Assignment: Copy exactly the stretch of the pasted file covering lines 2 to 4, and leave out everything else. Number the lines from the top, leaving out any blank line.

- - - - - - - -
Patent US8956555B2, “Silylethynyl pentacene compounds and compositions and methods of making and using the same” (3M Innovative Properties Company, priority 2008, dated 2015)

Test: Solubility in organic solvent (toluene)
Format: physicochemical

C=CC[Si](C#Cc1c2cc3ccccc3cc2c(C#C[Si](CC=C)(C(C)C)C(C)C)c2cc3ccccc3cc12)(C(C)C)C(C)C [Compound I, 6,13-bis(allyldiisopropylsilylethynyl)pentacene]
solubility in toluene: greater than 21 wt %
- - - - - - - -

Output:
Test: Solubility in organic solvent (toluene)
Format: physicochemical

C=CC[Si](C#Cc1c2cc3ccccc3cc2c(C#C[Si](CC=C)(C(C)C)C(C)C)c2cc3ccccc3cc12)(C(C)C)C(C)C [Compound I, 6,13-bis(allyldiisopropylsilylethynyl)pentacene]